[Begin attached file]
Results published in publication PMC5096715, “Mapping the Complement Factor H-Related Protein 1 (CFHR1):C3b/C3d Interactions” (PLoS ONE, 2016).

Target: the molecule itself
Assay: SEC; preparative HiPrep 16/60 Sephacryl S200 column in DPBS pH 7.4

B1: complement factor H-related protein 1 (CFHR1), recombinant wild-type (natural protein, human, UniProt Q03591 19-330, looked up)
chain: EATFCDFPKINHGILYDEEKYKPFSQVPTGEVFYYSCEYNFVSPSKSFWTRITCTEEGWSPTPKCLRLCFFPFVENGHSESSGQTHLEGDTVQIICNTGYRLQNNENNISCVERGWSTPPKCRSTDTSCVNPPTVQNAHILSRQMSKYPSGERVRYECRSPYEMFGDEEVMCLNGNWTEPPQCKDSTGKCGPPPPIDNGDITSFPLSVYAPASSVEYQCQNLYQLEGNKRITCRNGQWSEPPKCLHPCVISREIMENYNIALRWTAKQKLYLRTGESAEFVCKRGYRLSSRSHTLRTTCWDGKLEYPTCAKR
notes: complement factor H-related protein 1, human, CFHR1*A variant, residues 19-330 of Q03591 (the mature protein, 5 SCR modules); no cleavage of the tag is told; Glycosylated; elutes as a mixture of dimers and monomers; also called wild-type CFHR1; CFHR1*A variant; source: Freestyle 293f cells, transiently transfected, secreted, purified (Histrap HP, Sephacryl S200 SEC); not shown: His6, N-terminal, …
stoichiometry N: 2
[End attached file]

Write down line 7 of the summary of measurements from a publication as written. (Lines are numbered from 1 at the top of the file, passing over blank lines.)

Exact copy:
stoichiometry N: 2